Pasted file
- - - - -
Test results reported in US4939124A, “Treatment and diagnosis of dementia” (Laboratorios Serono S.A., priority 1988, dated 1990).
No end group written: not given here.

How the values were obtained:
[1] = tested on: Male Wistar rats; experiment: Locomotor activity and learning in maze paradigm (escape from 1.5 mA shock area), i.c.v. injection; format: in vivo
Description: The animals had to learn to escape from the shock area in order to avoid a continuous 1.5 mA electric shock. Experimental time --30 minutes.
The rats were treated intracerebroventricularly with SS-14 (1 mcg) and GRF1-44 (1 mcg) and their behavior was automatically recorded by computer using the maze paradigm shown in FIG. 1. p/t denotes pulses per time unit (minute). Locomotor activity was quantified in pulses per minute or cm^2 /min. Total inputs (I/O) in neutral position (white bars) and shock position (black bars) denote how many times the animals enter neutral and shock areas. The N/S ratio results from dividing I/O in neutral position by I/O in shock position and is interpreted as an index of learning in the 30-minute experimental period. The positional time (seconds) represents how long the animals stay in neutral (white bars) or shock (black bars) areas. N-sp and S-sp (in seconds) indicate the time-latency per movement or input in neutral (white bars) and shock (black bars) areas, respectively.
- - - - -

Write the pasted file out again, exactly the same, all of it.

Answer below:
Test results reported in US4939124A, “Treatment and diagnosis of dementia” (Laboratorios Serono S.A., priority 1988, dated 1990).
No end group written: not given here.

How the values were obtained:
[1] = tested on: Male Wistar rats; experiment: Locomotor activity and learning in maze paradigm (escape from 1.5 mA shock area), i.c.v. injection; format: in vivo
Description: The animals had to learn to escape from the shock area in order to avoid a continuous 1.5 mA electric shock. Experimental time --30 minutes.
The rats were treated intracerebroventricularly with SS-14 (1 mcg) and GRF1-44 (1 mcg) and their behavior was automatically recorded by computer using the maze paradigm shown in FIG. 1. p/t denotes pulses per time unit (minute). Locomotor activity was quantified in pulses per minute or cm^2 /min. Total inputs (I/O) in neutral position (white bars) and shock position (black bars) denote how many times the animals enter neutral and shock areas. The N/S ratio results from dividing I/O in neutral position by I/O in shock position and is interpreted as an index of learning in the 30-minute experimental period. The positional time (seconds) represents how long the animals stay in neutral (white bars) or shock (black bars) areas. N-sp and S-sp (in seconds) indicate the time-latency per movement or input in neutral (white bars) and shock (black bars) areas, respectively.